La Clase in its social and political context

15/07/2010 at 9:00 am Leave a comment

La clase was directed by José Antonio Varela and produced by Villa del Cine Foundation, which is the Venezuelan state’s film production unit created in June 2006 and currently integrated in the Audiovisual and Cinema Platform of the Ministry of Popular Power for Culture. Since becoming President of Venezuela, Hugo Chávez has put forward cultural policies in accordance with his 21st century revolutionary and socialist program. La clase is thus an outcome of the efforts of the Bolivarian Government to integrate cinema and community interests.In 2007, the year this film was released, Villa del Cine also produced two documentary features: Venezuela Petroleum Company analyzes the various roles played by the omnipresent national petroleum company (PDVSA) in Venezuela’s economy and society from neocolonial to revolutionary settings; and Víctimas de la democracia deals with the hidden political persecution of opponents during democratic periods due to the Cold War. 2007 also witnessed the release of a historical fiction about the life of a hero of the independence movement, Miranda regresa (Miranda Returns). Such historical fictions characterize an entertainment genre found to be relevant in contemporary Venezuelan filmmaking in connection with the current socio-political situation.
As Steve Ellner rightly points out, “President Chávez’s condemnation of traditional political historiography as ‘bourgeois history’ based on an ‘imported’ model … and his refusal to vilify Pérez Jiménez have encouraged his followers and even many outside of his movement to rethink the nation’s past.”

The story of La clase is set at an important time, not only in Venezuelan history but also in the history of the Venezuelan class struggle. The violent clashes seen at the end of the movie correspond to the Caracazo,[18] the popular movement mentioned above that started in Caracas on February 27, 1989, spread quickly throughout the whole country, and ended a week later leaving between 277 and more than 2,000 dead (depending on the sources) and many wounded. The mass demonstrations and looting erupted as a protest against the drastic implementation of neoliberal measures recommended by the IMF to the recently re-elected President Carlos Andrés Pérez, who had promised a very different program in the elections that had given him the victory only a few months earlier. His reform package[20] included privatization of major state companies and decentralization, measures which led to a sharp increase in prices, including hikes of more than 30% in public transportation fares. As Steve Ellner indicates, “the events of February 27 came to constitute a powerful historical memory in the barrios of major cities and would be given prominence by the Chávez government”.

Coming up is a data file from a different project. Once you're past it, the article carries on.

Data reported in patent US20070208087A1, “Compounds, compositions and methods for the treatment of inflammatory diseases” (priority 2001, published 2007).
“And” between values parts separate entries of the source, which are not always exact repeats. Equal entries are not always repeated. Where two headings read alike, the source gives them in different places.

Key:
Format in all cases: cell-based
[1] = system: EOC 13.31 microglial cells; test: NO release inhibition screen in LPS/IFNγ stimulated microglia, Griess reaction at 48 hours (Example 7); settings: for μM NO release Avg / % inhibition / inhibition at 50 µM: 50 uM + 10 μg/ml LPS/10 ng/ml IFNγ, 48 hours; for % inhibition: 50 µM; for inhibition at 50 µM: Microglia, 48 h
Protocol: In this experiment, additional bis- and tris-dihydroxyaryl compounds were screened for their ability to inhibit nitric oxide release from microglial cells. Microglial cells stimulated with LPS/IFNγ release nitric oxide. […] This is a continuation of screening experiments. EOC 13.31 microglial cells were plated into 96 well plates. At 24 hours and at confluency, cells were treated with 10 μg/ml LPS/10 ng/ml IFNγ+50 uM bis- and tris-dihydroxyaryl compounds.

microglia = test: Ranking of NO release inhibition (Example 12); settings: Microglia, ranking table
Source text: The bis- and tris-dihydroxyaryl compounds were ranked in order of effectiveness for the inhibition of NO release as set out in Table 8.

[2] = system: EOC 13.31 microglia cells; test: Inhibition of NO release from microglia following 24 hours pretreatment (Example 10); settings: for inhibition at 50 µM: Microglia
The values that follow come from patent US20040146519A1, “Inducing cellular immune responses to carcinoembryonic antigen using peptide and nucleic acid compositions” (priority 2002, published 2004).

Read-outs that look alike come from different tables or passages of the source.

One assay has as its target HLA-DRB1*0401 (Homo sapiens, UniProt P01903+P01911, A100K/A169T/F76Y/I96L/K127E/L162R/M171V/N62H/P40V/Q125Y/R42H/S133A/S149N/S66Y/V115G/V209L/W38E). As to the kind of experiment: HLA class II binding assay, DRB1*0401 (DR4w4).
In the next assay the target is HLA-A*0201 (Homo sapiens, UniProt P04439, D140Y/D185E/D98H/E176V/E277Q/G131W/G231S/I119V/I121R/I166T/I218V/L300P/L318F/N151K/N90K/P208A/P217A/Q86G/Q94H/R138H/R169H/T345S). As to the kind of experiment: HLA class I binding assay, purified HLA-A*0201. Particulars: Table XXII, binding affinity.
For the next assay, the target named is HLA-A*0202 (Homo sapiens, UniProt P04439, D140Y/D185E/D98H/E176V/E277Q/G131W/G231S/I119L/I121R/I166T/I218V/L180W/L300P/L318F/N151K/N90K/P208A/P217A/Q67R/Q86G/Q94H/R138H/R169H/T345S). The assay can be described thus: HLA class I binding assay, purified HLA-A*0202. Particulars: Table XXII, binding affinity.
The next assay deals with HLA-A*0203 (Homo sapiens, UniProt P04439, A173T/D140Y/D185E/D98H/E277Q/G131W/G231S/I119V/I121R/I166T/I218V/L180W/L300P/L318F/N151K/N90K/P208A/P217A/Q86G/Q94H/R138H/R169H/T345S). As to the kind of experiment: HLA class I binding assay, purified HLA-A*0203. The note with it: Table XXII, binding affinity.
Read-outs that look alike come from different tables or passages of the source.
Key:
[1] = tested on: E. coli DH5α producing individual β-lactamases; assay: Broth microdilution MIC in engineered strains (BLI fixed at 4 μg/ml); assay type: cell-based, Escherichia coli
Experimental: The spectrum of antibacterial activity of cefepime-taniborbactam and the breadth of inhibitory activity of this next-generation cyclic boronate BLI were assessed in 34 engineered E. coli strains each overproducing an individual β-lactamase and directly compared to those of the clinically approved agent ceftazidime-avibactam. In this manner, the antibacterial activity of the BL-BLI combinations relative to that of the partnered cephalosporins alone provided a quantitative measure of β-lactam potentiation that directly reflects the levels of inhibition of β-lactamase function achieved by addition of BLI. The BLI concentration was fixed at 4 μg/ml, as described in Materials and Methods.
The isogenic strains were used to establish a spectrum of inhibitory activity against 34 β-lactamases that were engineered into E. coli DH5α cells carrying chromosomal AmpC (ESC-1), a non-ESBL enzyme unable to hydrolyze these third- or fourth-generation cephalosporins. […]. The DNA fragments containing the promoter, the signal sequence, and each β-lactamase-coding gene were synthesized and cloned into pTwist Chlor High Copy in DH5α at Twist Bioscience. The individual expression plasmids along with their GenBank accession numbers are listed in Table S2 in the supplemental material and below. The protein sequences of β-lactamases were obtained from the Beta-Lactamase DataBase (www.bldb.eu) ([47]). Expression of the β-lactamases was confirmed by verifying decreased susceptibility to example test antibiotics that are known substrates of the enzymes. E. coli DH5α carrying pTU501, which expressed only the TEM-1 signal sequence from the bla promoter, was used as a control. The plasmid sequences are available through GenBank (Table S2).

This fight against poverty waged in the cultural front runs parallel to other efforts of the Chávez administration to fight inequality. According to the 2009 CEPR report on the Chávez administration, “During the current economic expansion, he poverty rate has been cut by more than half, from 54 percent of households in the first half of 2003 to 26 percent at the end of 2008. Extreme poverty has fallen even more, by 72 percent. … Inequality, as measured by the Gini index, has also fallen substantially. The index has fallen to 41 in 2008, from 48.1 in 2003 and 47 in 1999. This represents a large reduction in inequality.”
It is significant then that Villa del Cine begins its work with productions that deal with historical figures—Bolívar eterno, ciudadano de la libertad, 2006; Miranda regresa, 2007—and events (La clase, 2007). In addition, by 2007, Villa del Cine had created numerous shorts, newsreels and short documentaries for television, some of which are equally concerned with revising history and reconstructing Latin American national identities.
Although these early productions are explicitly part of the Bolivarian Government cultural policies, in more recent years I have also perceived a tendency to diversify film production. Thus Villa del Cine offers support to veteran filmmakers like Román Chalbaud and Luis Alberto Lamata while it enables young filmmakers like Efterpi Charalambidis or Hernán Jabes to make their first projects. The sharp increase in the number of features produced by Villa del Cine over the last years is unquestionable proof that this form of Government support has stimulated media production in the country in terms of the number and variety of films, and it has proven a valuable alternative to the Hollywood and neoliberal models of production.




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